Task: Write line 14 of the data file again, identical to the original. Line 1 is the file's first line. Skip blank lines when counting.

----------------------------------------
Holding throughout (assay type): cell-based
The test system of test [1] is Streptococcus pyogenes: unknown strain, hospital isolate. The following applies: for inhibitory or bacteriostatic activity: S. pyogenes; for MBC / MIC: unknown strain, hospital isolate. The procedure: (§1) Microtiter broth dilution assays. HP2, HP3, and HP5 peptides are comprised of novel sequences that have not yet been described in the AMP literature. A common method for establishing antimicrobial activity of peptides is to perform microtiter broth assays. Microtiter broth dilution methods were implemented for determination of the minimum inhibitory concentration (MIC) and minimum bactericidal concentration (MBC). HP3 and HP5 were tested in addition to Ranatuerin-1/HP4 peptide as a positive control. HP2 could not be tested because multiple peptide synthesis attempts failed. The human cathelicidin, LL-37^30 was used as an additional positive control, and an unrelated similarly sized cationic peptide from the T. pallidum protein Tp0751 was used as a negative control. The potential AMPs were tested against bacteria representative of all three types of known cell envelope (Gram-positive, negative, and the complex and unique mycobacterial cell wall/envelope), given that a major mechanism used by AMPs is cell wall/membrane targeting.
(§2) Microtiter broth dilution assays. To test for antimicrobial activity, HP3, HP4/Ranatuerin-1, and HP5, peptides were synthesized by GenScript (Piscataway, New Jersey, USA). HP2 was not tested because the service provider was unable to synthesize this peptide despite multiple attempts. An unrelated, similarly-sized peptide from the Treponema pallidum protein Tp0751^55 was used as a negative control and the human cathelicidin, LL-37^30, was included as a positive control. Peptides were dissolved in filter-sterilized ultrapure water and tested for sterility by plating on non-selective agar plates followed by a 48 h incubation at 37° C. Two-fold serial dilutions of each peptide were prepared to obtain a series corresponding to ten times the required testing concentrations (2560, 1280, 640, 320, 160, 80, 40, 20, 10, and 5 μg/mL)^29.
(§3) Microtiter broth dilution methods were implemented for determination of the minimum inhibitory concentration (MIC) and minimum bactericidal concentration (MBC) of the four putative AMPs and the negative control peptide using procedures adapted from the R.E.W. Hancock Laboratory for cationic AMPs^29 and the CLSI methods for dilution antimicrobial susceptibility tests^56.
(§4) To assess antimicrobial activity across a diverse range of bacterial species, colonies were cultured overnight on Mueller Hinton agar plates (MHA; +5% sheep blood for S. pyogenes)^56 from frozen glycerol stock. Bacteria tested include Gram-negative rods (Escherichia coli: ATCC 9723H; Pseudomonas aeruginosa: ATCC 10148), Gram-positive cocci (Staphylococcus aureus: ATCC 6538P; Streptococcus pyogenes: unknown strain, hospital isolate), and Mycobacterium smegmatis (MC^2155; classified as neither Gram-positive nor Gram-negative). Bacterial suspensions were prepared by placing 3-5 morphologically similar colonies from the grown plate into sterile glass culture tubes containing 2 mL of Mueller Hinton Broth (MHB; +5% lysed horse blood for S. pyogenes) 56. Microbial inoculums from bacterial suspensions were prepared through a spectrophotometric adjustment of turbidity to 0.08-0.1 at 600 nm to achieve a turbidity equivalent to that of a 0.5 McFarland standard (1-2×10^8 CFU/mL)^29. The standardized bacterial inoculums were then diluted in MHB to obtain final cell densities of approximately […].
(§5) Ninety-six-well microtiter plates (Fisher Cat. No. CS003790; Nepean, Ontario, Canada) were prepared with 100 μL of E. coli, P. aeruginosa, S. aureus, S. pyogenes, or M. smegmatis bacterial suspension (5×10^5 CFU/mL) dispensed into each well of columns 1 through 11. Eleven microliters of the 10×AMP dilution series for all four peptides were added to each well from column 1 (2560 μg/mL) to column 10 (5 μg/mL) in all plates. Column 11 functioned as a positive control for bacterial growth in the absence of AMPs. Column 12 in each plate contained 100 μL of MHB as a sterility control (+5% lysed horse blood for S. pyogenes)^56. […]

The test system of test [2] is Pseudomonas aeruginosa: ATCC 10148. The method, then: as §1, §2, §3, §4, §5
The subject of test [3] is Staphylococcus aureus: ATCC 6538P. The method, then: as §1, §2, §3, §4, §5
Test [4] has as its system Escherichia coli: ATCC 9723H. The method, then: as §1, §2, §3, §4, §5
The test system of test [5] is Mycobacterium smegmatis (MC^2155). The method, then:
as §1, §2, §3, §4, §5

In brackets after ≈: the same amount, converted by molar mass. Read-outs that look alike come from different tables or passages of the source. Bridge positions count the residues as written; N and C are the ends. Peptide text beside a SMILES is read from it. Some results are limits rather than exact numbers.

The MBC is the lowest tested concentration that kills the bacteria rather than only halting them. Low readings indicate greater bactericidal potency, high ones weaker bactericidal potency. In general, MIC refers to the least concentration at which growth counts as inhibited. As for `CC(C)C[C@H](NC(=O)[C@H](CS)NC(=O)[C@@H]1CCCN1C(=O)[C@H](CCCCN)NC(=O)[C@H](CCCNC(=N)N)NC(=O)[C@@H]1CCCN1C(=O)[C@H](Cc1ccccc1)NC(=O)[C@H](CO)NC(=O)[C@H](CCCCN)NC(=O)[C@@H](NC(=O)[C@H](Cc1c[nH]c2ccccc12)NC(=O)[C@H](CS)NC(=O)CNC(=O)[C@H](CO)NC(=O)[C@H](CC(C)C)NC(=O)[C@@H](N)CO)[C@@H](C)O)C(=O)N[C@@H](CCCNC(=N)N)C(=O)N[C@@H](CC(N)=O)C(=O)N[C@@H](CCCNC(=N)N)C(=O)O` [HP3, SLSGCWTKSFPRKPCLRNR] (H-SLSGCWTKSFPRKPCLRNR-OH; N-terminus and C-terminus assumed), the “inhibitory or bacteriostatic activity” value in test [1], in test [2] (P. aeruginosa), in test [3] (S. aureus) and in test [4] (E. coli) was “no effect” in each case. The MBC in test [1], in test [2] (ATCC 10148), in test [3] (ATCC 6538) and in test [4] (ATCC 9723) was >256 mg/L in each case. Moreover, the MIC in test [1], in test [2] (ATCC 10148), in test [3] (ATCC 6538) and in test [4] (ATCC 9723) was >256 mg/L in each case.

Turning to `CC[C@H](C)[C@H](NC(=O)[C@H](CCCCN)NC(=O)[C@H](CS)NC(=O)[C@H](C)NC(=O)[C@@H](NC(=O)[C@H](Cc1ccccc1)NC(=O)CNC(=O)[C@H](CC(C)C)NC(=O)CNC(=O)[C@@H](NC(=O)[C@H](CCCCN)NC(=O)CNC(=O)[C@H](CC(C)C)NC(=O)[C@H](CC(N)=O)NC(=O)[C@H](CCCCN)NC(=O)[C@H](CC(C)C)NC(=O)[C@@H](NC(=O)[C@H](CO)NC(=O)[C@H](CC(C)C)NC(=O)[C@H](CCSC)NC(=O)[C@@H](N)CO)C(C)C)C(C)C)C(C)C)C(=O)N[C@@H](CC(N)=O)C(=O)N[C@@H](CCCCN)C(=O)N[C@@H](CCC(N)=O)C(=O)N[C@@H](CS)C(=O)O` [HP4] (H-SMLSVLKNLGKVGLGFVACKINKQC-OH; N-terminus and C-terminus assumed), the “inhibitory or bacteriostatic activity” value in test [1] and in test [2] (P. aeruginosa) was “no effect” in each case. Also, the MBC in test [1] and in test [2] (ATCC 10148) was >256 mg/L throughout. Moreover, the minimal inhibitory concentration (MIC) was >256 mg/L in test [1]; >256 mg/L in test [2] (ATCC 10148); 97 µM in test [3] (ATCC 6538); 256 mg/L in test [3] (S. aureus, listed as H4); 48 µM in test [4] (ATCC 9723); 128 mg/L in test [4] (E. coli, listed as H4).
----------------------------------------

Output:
Turning to `CC[C@H](C)[C@H](NC(=O)[C@H](CCCCN)NC(=O)[C@H](CS)NC(=O)[C@H](C)NC(=O)[C@@H](NC(=O)[C@H](Cc1ccccc1)NC(=O)CNC(=O)[C@H](CC(C)C)NC(=O)CNC(=O)[C@@H](NC(=O)[C@H](CCCCN)NC(=O)CNC(=O)[C@H](CC(C)C)NC(=O)[C@H](CC(N)=O)NC(=O)[C@H](CCCCN)NC(=O)[C@H](CC(C)C)NC(=O)[C@@H](NC(=O)[C@H](CO)NC(=O)[C@H](CC(C)C)NC(=O)[C@H](CCSC)NC(=O)[C@@H](N)CO)C(C)C)C(C)C)C(C)C)C(=O)N[C@@H](CC(N)=O)C(=O)N[C@@H](CCCCN)C(=O)N[C@@H](CCC(N)=O)C(=O)N[C@@H](CS)C(=O)O` [HP4] (H-SMLSVLKNLGKVGLGFVACKINKQC-OH; N-terminus and C-terminus assumed), the “inhibitory or bacteriostatic activity” value in test [1] and in test [2] (P. aeruginosa) was “no effect” in each case. Also, the MBC in test [1] and in test [2] (ATCC 10148) was >256 mg/L throughout. Moreover, the minimal inhibitory concentration (MIC) was >256 mg/L in test [1]; >256 mg/L in test [2] (ATCC 10148); 97 µM in test [3] (ATCC 6538); 256 mg/L in test [3] (S. aureus, listed as H4); 48 µM in test [4] (ATCC 9723); 128 mg/L in test [4] (E. coli, listed as H4).